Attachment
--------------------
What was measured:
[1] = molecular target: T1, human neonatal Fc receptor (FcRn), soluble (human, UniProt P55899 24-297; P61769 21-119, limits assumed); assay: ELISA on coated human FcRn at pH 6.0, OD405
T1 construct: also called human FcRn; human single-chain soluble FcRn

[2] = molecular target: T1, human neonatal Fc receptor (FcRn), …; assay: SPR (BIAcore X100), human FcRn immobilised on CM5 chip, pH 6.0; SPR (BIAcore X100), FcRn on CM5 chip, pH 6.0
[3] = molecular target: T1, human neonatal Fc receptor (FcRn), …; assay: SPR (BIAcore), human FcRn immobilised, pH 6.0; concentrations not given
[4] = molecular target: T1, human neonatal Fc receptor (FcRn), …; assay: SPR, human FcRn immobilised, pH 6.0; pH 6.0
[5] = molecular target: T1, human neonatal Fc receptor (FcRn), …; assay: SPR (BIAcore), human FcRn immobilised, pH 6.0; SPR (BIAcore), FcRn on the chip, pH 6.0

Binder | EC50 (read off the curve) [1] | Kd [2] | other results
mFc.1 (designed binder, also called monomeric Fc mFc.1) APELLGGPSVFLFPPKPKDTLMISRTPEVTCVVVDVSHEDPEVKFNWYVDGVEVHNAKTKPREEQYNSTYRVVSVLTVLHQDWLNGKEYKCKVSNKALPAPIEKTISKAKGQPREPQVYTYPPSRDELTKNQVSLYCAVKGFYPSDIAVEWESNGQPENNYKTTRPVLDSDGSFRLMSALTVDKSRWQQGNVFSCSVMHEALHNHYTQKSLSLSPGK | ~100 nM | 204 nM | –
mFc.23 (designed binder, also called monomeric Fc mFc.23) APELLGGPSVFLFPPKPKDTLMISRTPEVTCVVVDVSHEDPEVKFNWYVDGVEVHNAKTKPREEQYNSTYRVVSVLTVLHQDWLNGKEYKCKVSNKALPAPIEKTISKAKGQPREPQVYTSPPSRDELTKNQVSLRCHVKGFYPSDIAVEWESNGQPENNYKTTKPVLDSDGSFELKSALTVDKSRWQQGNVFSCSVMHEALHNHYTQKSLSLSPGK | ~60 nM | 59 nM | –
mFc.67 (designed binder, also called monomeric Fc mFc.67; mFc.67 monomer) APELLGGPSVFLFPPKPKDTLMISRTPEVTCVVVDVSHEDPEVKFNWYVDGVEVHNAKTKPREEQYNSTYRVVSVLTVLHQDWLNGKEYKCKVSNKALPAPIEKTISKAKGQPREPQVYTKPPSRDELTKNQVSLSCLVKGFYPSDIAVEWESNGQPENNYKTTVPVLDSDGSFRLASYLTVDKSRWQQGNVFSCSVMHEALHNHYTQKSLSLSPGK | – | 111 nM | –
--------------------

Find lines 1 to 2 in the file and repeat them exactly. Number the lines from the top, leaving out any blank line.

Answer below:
What was measured:
[1] = molecular target: T1, human neonatal Fc receptor (FcRn), soluble (human, UniProt P55899 24-297; P61769 21-119, limits assumed); assay: ELISA on coated human FcRn at pH 6.0, OD405